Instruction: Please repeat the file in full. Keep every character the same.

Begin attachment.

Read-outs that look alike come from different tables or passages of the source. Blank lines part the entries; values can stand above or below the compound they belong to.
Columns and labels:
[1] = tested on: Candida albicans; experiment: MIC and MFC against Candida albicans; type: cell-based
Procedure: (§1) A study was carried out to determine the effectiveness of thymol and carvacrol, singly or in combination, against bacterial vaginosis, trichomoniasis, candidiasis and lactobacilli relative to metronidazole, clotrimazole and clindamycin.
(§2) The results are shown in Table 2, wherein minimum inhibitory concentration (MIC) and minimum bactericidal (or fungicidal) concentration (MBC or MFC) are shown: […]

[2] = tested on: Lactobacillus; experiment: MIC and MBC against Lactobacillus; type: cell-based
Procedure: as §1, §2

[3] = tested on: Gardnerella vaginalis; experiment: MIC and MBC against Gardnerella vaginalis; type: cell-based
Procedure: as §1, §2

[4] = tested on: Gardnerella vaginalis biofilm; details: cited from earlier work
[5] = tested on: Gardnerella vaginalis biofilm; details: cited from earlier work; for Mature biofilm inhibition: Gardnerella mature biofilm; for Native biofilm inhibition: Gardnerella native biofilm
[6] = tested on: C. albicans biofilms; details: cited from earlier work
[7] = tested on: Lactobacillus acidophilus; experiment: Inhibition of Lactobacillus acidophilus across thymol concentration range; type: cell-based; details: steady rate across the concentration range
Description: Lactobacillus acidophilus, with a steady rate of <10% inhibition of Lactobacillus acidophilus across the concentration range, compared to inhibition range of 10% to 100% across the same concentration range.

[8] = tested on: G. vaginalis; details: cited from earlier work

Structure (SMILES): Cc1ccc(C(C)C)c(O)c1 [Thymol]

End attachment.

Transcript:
Read-outs that look alike come from different tables or passages of the source. Blank lines part the entries; values can stand above or below the compound they belong to.
Columns and labels:
[1] = tested on: Candida albicans; experiment: MIC and MFC against Candida albicans; type: cell-based
Procedure: (§1) A study was carried out to determine the effectiveness of thymol and carvacrol, singly or in combination, against bacterial vaginosis, trichomoniasis, candidiasis and lactobacilli relative to metronidazole, clotrimazole and clindamycin.
(§2) The results are shown in Table 2, wherein minimum inhibitory concentration (MIC) and minimum bactericidal (or fungicidal) concentration (MBC or MFC) are shown: […]

[2] = tested on: Lactobacillus; experiment: MIC and MBC against Lactobacillus; type: cell-based
Procedure: as §1, §2

[3] = tested on: Gardnerella vaginalis; experiment: MIC and MBC against Gardnerella vaginalis; type: cell-based
Procedure: as §1, §2

[4] = tested on: Gardnerella vaginalis biofilm; details: cited from earlier work
[5] = tested on: Gardnerella vaginalis biofilm; details: cited from earlier work; for Mature biofilm inhibition: Gardnerella mature biofilm; for Native biofilm inhibition: Gardnerella native biofilm
[6] = tested on: C. albicans biofilms; details: cited from earlier work
[7] = tested on: Lactobacillus acidophilus; experiment: Inhibition of Lactobacillus acidophilus across thymol concentration range; type: cell-based; details: steady rate across the concentration range
Description: Lactobacillus acidophilus, with a steady rate of <10% inhibition of Lactobacillus acidophilus across the concentration range, compared to inhibition range of 10% to 100% across the same concentration range.

[8] = tested on: G. vaginalis; details: cited from earlier work

Structure (SMILES): Cc1ccc(C(C)C)c(O)c1 [Thymol]